Whole-body CTA outpredicts Framingham for cardiac events

An individual's total plaque burden at whole-body CT angiography (CTA) is a far more accurate predictor of cardiovascular risk than traditional risk-assessment measures, Italian researchers have discovered.

Among the findings from the University of Rome La Sapienza, only about one-fifth of patients who were classified as high risk under Framingham were also deemed high risk based on an atherosclerotic plaque burden score (ABS) derived from whole-body CTA.

Moreover, whole-body CTA predicted cardiovascular events over the next five years with accuracy of about 90% in high-risk patients versus about 70% for the Framingham risk index evaluation.

"As we all know, cardiovascular disease is a systemic and diffuse condition, and the presence of multiple locations [of disease burden] increases the one-year risk of cardiovascular events," said radiologist Dr. Fulvio Zaccagna in a presentation at the 2011 RSNA meeting. As a result, "Accurate assessment of atherosclerotic plaque burden -- its location, extent, and severity -- is mandatory for correct patient assessment."

Zaccagna and his University of Rome colleagues Drs. Allesandro Napoli, Michele Anzidei, Gaia Cartocci, Vicenzo Noce, and Carlo Catalano studied the prognostic value of whole-body CTA to determine if it might be superior to traditional risk stratification. They enrolled 341 patients between 2005 and 2007 and all patients completed follow-up after 65 months.

The 341 patients (mean age 63 ±10.4 years, range 34-89), all with cardiovascular risk factors ranging from metabolic syndrome to diabetes to smoking, underwent whole-body CTA on a 64-detector-row scanner (Somatom, Siemens Healthcare) using CareDose tube current modulation following a dual-phase injection of iodinated contrast material (Iomeprol 400, 400 mgI/mL; 70 + 50 mL at 4 mL/sec).

Following the first contrast injection, coronary CTA images were acquired using 64 x 0.6- mm slices, then the second bolus came 40 seconds later for the acquisition of whole-body CTA using 1-mm-thick slices, he noted.

The coronary arteries were divided into 15 segments (AHA model) to derive a total atherosclerotic burden score (ABS). The extracoronary arteries were divided into 32 segments, and all detected stenoses were graded using a 5-point scale (0-4 representing normal to occluded arteries; and 5, an aneurysm).

An ABS was generated for each patient and correlated to the Framingham Risk Index (FRI). Finally, the group compared ABS and FRI using Kaplan-Meier survival analysis, ROC analysis, and stepwise multivariable Cox proportional hazards regression models.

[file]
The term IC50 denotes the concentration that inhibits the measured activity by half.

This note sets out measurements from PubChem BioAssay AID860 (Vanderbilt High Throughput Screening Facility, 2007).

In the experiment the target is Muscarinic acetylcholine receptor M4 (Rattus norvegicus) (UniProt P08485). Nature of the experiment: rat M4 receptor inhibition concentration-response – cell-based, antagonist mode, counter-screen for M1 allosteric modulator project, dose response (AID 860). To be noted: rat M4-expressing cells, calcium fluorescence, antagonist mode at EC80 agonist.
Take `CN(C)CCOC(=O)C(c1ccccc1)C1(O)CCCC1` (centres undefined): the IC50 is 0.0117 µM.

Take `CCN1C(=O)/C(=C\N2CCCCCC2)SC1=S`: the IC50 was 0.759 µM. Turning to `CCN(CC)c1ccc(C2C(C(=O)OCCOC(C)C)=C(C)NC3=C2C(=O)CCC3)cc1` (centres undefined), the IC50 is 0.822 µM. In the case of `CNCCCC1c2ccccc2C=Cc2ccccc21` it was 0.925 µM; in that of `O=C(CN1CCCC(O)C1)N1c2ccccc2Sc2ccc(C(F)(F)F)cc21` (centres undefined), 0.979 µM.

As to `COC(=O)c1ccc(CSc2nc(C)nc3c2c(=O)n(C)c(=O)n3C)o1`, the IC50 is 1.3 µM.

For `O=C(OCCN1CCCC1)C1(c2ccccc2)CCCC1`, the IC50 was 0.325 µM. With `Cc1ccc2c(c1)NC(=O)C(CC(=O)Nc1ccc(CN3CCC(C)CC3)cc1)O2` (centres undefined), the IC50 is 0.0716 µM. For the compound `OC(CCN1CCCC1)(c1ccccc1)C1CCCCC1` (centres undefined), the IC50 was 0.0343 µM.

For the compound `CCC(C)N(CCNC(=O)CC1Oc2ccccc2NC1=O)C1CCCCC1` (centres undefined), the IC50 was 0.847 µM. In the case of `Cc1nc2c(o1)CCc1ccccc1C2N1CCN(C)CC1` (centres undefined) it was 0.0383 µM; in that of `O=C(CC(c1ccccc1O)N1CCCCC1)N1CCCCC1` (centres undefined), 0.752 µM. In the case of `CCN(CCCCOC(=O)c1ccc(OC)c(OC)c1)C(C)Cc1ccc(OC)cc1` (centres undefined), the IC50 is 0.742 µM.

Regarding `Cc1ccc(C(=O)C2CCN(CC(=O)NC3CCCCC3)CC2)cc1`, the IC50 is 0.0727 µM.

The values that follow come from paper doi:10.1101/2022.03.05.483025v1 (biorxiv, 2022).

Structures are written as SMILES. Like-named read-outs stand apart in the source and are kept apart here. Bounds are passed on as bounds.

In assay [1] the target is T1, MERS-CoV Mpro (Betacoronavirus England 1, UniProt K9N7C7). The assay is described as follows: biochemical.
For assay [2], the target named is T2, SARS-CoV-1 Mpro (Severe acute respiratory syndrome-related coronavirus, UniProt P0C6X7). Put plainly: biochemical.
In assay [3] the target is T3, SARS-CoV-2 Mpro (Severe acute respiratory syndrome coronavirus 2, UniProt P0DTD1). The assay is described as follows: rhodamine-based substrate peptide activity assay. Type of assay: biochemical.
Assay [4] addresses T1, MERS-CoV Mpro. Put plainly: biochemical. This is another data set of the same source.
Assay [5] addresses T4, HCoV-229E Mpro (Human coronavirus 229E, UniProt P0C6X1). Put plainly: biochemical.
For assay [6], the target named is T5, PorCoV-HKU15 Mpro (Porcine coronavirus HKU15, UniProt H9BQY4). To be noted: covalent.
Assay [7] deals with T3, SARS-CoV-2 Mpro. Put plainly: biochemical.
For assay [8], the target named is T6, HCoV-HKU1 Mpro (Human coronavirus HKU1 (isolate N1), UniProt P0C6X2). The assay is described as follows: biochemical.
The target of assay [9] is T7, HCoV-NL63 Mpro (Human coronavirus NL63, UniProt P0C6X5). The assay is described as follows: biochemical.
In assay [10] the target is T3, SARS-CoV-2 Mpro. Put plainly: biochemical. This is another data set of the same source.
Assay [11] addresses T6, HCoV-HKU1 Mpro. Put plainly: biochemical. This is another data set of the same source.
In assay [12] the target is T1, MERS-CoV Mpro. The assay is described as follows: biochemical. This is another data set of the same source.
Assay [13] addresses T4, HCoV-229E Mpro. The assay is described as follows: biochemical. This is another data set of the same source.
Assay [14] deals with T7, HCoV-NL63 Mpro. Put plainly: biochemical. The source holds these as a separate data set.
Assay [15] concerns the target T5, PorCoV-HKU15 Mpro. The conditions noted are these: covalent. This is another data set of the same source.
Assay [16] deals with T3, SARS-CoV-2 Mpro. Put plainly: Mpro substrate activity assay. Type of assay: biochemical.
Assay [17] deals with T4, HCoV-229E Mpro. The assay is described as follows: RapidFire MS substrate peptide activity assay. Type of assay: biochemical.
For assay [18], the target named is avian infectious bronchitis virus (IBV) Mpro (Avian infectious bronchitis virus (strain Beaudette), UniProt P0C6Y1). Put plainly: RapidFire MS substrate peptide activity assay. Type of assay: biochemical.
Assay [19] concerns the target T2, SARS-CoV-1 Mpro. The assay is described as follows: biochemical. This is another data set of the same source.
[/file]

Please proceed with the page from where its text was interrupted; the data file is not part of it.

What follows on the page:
Based on the five-point scale, "We created classifications for low risk, mild risk and high risk," Zaccagna stated. "Under FRI, 58% of patients were classified as mild risk, and 42% as high-risk patients. But according to whole-body CTA-derived ABS, only about 20% of patients were classified as high risk, 11% mild risk, and 70% as low-risk patients," he said.

At baseline the mean ABS was 19.5±20.1 and the mean FRI was 12±10.7; 64.5 ± 11.3. Months after whole body CTA all patients were interviewed to assess health status.

At baseline ABS values were elevated in patients with hypertension in both the coronary and extracoronary vessels, he said. Meanwhile, patients with diabetes had greater plaque burden in the coronary vessels while patients with metabolic syndrome had greater plaque burden scores in the extracoronary vessels.

The prevalence of cardiovascular events was greater in patients with more than four cardiac risk factors, he said. During follow-up, 60% of patients had minor cardiac events, 31% had major cardiac events, and 2% died from cardiac-related accidents, he said.

The mean follow-up period was 50 months for higher-risk patients according to CT-derived ABS, and 52 months for patients deemed high-risk at FRI.

"There was a statistically significant difference [in the prevalence of cardiovascular events] between low-risk, mild-risk and high-risk patients according to whole-body CTA-derived ABS, meanwhile there was no significant risk according to Framingham risk for stratified patients," Zaccagna said.

  • Kaplan-Meier curve showed a mean event-free time was of 62.3±2.4 months for patients with ABS under 10, 57.6±1.9 months for those with ABS < 20, with a statistically significant difference between low, mild and high risk (p=0.012).
  • The mean event-free time was 57±5.6m for FRI mild-risk group and 52.5±4.2m for the high-risk group without significant differences between the two groups (p=0.072).
  • For the prediction of cardiovascular events over the follow-up period in patients classified as high-risk, ABS' accuracy was 89% versus 69% at FRI (p=0.007).
  • Multivariate analysis showed that only age (p=0.011), ABS score (p=0.000), and therapy (p=0.001) were independent predictors of "hard" cardiovascular events, according to Zaccagna.

Prognostic accuracy -- patient classification
Patients correctly classified 89.55% 77.24%

Prognostic accuracy -- event prediction
  Major events Minor events Major events Minor events
Accuracy 86% 88% 60% 50%
PPV 57% 45% 25% 10%
NPV 95% 98% 96% 85%

Examples included a patient deemed at mild risk at Framingham who had complete occlusion of the right and left internal carotid arteries at whole-body CTA, and another patient at mild Framingham risk with extensive coronary artery disease. Still, the results showed that most patients at high Framingham risk were at mild risk by low-body CTA.

"Whole-body CT-derived ABS reflects actual atherosclerotic burden and provides superior risk stratification and event analysis with respect to FRI," he concluded. "Hard event prediction was significantly associated with age, ABS, and therapy but not to FRI."

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